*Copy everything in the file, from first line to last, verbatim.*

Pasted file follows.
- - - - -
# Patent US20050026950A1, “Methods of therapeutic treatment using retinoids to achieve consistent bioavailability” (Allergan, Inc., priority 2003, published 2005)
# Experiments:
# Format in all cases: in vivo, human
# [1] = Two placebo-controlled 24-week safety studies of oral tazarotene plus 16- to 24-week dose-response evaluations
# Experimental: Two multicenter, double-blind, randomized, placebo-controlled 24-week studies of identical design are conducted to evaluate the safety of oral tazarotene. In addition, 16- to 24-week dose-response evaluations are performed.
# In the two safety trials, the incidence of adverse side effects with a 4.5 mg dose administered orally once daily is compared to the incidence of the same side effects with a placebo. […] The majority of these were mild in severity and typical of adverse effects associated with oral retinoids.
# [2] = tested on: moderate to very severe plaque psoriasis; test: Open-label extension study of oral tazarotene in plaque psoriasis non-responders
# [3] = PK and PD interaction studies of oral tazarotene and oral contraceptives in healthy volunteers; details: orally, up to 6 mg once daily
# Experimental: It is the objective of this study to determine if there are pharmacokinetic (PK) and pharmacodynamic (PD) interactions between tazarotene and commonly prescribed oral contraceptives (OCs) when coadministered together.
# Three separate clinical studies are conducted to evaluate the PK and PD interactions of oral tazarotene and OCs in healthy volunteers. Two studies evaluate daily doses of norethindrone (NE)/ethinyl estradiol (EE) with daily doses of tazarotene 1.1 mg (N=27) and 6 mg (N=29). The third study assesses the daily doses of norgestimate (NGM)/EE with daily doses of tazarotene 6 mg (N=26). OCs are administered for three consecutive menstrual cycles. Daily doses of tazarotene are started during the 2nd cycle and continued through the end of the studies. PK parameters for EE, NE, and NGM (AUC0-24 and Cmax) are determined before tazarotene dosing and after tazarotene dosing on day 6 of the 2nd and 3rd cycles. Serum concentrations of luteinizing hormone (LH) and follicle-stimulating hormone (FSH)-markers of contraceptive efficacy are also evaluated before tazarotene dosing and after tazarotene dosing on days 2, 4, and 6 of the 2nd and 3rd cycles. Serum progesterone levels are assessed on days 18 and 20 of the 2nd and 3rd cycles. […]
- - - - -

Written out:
# Patent US20050026950A1, “Methods of therapeutic treatment using retinoids to achieve consistent bioavailability” (Allergan, Inc., priority 2003, published 2005)
# Experiments:
# Format in all cases: in vivo, human
# [1] = Two placebo-controlled 24-week safety studies of oral tazarotene plus 16- to 24-week dose-response evaluations
# Experimental: Two multicenter, double-blind, randomized, placebo-controlled 24-week studies of identical design are conducted to evaluate the safety of oral tazarotene. In addition, 16- to 24-week dose-response evaluations are performed.
# In the two safety trials, the incidence of adverse side effects with a 4.5 mg dose administered orally once daily is compared to the incidence of the same side effects with a placebo. […] The majority of these were mild in severity and typical of adverse effects associated with oral retinoids.
# [2] = tested on: moderate to very severe plaque psoriasis; test: Open-label extension study of oral tazarotene in plaque psoriasis non-responders
# [3] = PK and PD interaction studies of oral tazarotene and oral contraceptives in healthy volunteers; details: orally, up to 6 mg once daily
# Experimental: It is the objective of this study to determine if there are pharmacokinetic (PK) and pharmacodynamic (PD) interactions between tazarotene and commonly prescribed oral contraceptives (OCs) when coadministered together.
# Three separate clinical studies are conducted to evaluate the PK and PD interactions of oral tazarotene and OCs in healthy volunteers. Two studies evaluate daily doses of norethindrone (NE)/ethinyl estradiol (EE) with daily doses of tazarotene 1.1 mg (N=27) and 6 mg (N=29). The third study assesses the daily doses of norgestimate (NGM)/EE with daily doses of tazarotene 6 mg (N=26). OCs are administered for three consecutive menstrual cycles. Daily doses of tazarotene are started during the 2nd cycle and continued through the end of the studies. PK parameters for EE, NE, and NGM (AUC0-24 and Cmax) are determined before tazarotene dosing and after tazarotene dosing on day 6 of the 2nd and 3rd cycles. Serum concentrations of luteinizing hormone (LH) and follicle-stimulating hormone (FSH)-markers of contraceptive efficacy are also evaluated before tazarotene dosing and after tazarotene dosing on days 2, 4, and 6 of the 2nd and 3rd cycles. Serum progesterone levels are assessed on days 18 and 20 of the 2nd and 3rd cycles. […]